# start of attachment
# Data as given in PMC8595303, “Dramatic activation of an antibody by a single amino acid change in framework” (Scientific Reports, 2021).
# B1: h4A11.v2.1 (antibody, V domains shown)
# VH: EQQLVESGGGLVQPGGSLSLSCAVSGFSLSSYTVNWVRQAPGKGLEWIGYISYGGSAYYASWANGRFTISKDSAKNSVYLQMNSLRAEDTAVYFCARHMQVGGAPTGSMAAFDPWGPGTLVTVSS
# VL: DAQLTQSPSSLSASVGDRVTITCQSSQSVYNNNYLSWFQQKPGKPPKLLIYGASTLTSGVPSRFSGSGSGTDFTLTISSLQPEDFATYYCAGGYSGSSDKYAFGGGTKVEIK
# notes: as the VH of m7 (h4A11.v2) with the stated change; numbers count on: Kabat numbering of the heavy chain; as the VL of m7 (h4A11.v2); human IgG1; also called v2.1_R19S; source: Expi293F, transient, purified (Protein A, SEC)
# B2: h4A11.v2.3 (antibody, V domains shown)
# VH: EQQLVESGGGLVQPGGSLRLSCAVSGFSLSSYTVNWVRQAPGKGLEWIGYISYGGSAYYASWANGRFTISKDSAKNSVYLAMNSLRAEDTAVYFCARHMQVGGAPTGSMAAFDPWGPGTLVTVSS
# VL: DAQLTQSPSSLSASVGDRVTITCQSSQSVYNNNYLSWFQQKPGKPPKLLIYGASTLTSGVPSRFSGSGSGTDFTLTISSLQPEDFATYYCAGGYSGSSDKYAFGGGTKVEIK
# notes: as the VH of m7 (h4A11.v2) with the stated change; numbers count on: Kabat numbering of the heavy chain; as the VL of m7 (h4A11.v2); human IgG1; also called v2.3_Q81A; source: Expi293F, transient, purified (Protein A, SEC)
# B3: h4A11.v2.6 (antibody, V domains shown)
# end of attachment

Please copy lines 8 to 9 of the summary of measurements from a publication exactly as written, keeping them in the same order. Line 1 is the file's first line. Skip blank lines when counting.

# VL: DAQLTQSPSSLSASVGDRVTITCQSSQSVYNNNYLSWFQQKPGKPPKLLIYGASTLTSGVPSRFSGSGSGTDFTLTISSLQPEDFATYYCAGGYSGSSDKYAFGGGTKVEIK
# notes: as the VH of m7 (h4A11.v2) with the stated change; numbers count on: Kabat numbering of the heavy chain; as the VL of m7 (h4A11.v2); human IgG1; also called v2.3_Q81A; source: Expi293F, transient, purified (Protein A, SEC)